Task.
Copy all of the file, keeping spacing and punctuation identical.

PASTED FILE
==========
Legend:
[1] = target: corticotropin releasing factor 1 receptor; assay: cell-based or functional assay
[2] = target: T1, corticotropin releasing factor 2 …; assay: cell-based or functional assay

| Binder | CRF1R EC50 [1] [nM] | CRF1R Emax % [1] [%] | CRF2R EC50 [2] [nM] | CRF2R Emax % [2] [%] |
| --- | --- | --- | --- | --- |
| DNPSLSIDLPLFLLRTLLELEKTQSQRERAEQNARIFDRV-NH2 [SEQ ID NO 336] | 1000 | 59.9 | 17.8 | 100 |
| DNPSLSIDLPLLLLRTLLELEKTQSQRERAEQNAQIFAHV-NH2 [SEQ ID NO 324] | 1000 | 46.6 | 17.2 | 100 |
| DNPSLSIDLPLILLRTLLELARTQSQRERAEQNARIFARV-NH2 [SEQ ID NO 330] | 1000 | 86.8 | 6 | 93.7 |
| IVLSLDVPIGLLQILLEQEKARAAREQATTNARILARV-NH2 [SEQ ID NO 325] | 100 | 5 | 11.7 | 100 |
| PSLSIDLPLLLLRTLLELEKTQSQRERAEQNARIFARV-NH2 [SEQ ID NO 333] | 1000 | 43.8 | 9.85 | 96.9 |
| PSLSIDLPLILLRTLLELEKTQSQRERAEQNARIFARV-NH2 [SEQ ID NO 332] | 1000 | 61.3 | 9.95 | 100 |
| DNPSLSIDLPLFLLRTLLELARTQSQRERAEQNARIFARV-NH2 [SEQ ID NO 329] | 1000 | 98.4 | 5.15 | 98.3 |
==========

Legend:
[1] = target: corticotropin releasing factor 1 receptor; assay: cell-based or functional assay
[2] = target: T1, corticotropin releasing factor 2 …; assay: cell-based or functional assay

| Binder | CRF1R EC50 [1] [nM] | CRF1R Emax % [1] [%] | CRF2R EC50 [2] [nM] | CRF2R Emax % [2] [%] |
| --- | --- | --- | --- | --- |
| DNPSLSIDLPLFLLRTLLELEKTQSQRERAEQNARIFDRV-NH2 [SEQ ID NO 336] | 1000 | 59.9 | 17.8 | 100 |
| DNPSLSIDLPLLLLRTLLELEKTQSQRERAEQNAQIFAHV-NH2 [SEQ ID NO 324] | 1000 | 46.6 | 17.2 | 100 |
| DNPSLSIDLPLILLRTLLELARTQSQRERAEQNARIFARV-NH2 [SEQ ID NO 330] | 1000 | 86.8 | 6 | 93.7 |
| IVLSLDVPIGLLQILLEQEKARAAREQATTNARILARV-NH2 [SEQ ID NO 325] | 100 | 5 | 11.7 | 100 |
| PSLSIDLPLLLLRTLLELEKTQSQRERAEQNARIFARV-NH2 [SEQ ID NO 333] | 1000 | 43.8 | 9.85 | 96.9 |
| PSLSIDLPLILLRTLLELEKTQSQRERAEQNARIFARV-NH2 [SEQ ID NO 332] | 1000 | 61.3 | 9.95 | 100 |
| DNPSLSIDLPLFLLRTLLELARTQSQRERAEQNARIFARV-NH2 [SEQ ID NO 329] | 1000 | 98.4 | 5.15 | 98.3 |